Kazakhstan’s Presidential Election 2015

Why are elections taking place now?

In its 23 years as an independent country, Kazakhstan has achieved a great deal. Its economy has experienced strong growth, its society is seen as a model of stability and tolerance and Kazakhstan is a respected international partner.

But the global outlook has rarely been more challenging. The world economy is still in trouble, oil prices have fallen sharply, tensions between east and west have increased - and extremism is on the rise.

It is against this difficult background that the presidential election has been brought forward a year. The aim is to provide Kazakhstan with clear and decisive leadership and a strong national mandate to guide the country through these difficulties and deliver further economic, social and political progress. Kazakhstan is determined that the elections will be open, transparent and fair and have invited independent international observers to monitor the entire process.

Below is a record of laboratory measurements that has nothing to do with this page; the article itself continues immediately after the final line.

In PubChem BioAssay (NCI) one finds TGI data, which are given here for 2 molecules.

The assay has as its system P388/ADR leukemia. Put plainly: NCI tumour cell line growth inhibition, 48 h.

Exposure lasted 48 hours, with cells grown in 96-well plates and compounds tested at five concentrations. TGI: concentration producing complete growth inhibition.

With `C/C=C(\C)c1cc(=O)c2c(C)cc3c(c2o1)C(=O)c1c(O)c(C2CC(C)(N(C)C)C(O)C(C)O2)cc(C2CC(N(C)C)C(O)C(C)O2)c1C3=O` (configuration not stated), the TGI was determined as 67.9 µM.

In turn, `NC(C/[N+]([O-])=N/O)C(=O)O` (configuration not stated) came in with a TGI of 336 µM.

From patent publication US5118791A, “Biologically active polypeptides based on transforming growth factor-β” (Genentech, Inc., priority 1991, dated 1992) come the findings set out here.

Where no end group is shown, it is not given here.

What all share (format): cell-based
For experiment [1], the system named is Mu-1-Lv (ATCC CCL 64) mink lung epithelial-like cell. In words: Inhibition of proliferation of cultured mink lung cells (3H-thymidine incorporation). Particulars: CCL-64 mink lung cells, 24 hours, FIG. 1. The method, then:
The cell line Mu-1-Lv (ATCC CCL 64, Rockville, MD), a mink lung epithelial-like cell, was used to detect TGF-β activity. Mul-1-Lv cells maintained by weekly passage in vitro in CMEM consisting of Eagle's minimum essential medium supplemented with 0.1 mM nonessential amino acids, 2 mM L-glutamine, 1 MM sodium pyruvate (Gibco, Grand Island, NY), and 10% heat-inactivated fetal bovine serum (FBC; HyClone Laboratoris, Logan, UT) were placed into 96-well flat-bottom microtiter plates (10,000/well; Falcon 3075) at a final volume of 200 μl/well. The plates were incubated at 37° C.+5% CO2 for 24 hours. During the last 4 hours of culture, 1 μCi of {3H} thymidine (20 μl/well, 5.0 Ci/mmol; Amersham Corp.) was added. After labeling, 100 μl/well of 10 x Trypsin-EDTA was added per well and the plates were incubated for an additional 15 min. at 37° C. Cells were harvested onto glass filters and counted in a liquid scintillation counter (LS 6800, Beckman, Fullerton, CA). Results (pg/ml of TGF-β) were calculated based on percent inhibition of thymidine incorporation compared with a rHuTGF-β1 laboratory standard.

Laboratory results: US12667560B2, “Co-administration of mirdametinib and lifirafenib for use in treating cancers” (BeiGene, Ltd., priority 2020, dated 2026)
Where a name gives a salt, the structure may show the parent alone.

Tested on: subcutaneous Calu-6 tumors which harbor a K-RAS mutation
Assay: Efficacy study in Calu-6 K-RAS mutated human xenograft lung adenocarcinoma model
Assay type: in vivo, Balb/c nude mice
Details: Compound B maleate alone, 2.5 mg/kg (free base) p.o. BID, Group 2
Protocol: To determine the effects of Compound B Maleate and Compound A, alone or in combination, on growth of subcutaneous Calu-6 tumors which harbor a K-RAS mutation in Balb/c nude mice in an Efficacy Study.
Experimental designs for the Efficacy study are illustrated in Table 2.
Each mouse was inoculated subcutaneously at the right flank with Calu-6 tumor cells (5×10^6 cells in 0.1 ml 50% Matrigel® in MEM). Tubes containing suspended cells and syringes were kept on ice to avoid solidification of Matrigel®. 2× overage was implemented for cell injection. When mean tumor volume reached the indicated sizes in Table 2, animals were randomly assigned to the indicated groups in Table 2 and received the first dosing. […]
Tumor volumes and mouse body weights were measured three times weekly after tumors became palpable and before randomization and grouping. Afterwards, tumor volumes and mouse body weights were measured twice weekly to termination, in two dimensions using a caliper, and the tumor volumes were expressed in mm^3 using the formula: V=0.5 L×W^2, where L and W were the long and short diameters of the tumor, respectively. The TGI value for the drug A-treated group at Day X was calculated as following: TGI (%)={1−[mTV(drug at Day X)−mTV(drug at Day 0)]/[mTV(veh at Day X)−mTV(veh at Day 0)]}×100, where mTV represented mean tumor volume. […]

Achievements over the past 23 years

Kazakhstan has been Central Asia’s success story. It has been one of the world’s fastest growing economies, a harmonious and stable society and a country which is seen as a good neighbour and respected international partner. After the fall of the Soviet Union, Kazakhstan was left with out-dated industries, poor public services and a population made up of many different ethnic and religious groups. In just over two decades Kazakhstan has preserved its interethnic harmony and become a successful, stable and ambitious country.


  • GDP has increased 16 fold since 1991
  • Kazakhstan has joined the ranks of the world’s top 50 economies
  • The country  has attracted over $200 billion in foreign direct investment
  • Unemployment has more than halved from a peak of 13.5 per cent in 1999
  • The standard of living has tripled over the same period
  • Welfare spending has increased


  • More than 100 different ethnic groups live in harmony with each other
  • Followers of 17 faiths have freedom to practice their religion
  • Kazakhstan has made steady progress in decentralising power to the regions and in promoting human rights

Foreign relations

  • Kazakhstan has good relations with Russia and the USA, as well as China, Europe and other countries across the world
  • The country has been working to promote peace across the world, including through facilitating dialogue over Ukraine, promoting development and security in Afghanistan, voluntarily renouncing the world’s fourth biggest nuclear arsenal and encouraging others to do the same